Earlier this month, Matt Melis released a 45-minute video showing a Space Shuttle launch with professional commentary on what you're seeing in each shot. (It's actually three launches spliced together.) If you're wondering what happens during a Space Shuttle launch, this is extremely educational -- and completely mesmerizing (particularly with the sound off) due to the slow-motion photography. It's beautiful, educational, and kinda geeky. Here's what Melis wrote, explaining the video:
Photographic documentation of a Space Shuttle launch plays a critical role in the engineering analysis and evaluation process that takes place during each and every mission. Motion and Still images enable Shuttle engineers to visually identify off-nominal events and conditions requiring corrective action to ensure mission safety and success. This imagery also provides highly inspirational and educational insight to those outside the NASA family. This compilation of film and video presents the best of the best ground-based Shuttle motion imagery from STS-114, STS-117, and STS-124 missions. Rendered in the highest definition possible, this production is a tribute to the dozens of men and women of the Shuttle imaging team and the 30yrs of achievement of the Space Shuttle Program. The video was produced by Matt Melis at the Glenn Research Center.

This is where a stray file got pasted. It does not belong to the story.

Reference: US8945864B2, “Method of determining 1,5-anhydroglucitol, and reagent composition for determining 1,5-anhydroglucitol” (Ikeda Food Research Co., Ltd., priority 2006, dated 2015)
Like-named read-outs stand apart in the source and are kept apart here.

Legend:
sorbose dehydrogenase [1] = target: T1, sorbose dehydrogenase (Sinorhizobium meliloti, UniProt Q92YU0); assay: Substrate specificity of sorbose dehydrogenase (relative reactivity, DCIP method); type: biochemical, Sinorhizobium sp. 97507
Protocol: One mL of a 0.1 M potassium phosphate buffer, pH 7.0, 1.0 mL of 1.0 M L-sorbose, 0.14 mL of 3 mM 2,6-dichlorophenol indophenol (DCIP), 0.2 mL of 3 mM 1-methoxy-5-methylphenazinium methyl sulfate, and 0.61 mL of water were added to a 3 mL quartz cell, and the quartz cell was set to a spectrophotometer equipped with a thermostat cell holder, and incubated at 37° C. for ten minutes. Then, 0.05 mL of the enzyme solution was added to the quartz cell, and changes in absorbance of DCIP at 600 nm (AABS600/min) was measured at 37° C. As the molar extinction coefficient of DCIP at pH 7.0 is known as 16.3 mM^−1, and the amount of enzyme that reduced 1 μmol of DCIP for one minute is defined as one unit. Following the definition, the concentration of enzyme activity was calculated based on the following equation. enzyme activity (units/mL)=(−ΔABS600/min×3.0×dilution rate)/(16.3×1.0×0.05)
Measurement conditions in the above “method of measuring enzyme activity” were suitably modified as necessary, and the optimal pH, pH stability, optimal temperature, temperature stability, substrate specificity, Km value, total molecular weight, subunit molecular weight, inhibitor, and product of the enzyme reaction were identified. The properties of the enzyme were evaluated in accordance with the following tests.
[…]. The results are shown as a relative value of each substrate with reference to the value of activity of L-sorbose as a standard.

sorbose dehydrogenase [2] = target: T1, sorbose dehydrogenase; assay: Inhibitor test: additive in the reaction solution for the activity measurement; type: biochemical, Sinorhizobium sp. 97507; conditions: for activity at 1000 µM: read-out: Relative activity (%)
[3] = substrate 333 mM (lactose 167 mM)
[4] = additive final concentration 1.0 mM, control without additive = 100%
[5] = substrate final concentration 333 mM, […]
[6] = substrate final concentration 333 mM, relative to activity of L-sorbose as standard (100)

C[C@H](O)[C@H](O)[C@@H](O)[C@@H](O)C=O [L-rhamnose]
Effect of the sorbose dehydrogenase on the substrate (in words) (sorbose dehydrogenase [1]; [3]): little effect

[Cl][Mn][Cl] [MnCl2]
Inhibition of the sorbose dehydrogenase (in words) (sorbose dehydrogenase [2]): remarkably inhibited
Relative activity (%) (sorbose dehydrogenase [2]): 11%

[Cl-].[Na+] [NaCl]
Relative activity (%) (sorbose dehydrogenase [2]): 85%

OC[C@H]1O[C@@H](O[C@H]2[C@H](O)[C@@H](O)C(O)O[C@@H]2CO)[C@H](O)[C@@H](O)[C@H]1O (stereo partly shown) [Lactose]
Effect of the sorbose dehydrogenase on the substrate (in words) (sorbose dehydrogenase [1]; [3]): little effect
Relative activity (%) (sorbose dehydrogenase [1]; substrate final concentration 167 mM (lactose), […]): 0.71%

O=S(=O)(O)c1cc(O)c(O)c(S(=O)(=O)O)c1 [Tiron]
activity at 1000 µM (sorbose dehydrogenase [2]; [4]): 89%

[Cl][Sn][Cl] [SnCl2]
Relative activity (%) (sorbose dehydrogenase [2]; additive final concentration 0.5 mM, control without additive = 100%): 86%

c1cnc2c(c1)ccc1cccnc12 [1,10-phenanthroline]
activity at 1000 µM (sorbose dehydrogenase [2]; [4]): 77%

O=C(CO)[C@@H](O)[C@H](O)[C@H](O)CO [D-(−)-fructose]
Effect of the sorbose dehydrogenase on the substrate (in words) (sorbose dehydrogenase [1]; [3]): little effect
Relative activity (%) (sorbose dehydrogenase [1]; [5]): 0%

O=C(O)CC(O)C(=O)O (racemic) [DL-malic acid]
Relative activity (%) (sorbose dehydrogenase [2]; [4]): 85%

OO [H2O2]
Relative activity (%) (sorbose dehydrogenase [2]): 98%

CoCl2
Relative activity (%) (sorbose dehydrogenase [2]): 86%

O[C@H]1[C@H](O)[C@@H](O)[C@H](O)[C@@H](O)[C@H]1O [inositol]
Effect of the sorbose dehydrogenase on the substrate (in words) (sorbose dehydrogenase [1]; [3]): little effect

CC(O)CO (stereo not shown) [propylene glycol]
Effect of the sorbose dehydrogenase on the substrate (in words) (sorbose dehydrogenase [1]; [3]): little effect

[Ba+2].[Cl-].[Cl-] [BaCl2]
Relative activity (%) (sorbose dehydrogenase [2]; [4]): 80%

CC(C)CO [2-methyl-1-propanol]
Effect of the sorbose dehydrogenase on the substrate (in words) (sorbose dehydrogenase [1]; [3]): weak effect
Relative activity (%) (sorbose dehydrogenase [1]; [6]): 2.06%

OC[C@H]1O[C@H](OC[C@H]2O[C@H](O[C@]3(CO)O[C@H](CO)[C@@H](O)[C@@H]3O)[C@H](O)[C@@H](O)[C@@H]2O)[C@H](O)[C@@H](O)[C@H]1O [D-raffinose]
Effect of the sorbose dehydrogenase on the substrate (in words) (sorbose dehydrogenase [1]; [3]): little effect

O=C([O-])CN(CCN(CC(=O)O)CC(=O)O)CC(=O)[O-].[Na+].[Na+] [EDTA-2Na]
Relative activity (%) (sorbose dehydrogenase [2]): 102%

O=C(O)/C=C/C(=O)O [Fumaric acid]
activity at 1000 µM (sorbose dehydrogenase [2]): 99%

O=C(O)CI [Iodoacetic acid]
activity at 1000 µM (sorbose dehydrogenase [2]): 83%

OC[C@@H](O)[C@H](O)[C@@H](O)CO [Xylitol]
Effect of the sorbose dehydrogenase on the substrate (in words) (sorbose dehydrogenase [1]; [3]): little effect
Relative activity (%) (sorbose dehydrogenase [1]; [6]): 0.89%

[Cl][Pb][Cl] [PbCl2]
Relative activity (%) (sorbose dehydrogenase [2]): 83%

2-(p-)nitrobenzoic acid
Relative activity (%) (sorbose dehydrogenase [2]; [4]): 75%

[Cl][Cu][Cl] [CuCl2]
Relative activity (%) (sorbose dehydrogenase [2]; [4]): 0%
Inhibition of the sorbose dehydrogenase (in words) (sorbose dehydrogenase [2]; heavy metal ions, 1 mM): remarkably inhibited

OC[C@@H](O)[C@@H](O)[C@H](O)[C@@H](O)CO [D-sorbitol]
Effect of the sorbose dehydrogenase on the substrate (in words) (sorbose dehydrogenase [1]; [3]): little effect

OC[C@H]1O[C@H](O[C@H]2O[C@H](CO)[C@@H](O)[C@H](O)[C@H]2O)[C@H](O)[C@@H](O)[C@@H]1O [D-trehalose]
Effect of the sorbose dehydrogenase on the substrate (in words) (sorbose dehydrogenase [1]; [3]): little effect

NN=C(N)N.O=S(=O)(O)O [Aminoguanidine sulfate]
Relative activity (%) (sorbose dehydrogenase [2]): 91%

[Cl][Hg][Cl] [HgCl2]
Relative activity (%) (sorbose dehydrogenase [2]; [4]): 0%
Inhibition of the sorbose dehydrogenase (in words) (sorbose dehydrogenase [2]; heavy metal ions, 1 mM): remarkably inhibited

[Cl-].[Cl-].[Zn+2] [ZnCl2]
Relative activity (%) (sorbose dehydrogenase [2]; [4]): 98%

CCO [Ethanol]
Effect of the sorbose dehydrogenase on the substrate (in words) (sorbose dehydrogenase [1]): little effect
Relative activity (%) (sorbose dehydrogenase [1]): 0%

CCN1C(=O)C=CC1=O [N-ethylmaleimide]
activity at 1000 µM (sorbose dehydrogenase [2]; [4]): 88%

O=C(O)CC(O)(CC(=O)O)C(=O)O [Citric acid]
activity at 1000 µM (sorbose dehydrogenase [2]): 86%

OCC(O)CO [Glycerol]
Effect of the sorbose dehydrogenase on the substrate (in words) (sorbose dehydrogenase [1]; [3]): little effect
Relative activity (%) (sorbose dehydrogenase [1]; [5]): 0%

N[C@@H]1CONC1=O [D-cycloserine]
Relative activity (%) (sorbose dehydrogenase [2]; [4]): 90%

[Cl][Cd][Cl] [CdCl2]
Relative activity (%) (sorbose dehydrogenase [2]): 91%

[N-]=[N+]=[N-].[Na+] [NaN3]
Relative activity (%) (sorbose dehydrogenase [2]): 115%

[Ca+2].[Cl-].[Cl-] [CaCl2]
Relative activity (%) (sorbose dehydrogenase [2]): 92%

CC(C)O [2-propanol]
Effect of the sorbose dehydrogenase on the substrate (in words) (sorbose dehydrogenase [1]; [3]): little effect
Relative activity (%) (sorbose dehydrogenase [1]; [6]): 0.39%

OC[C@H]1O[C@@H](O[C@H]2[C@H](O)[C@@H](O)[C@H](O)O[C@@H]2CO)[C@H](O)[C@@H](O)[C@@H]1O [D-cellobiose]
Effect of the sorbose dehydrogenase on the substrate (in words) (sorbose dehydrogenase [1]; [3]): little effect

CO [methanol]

You can also check out ten minutes of deleted scenes.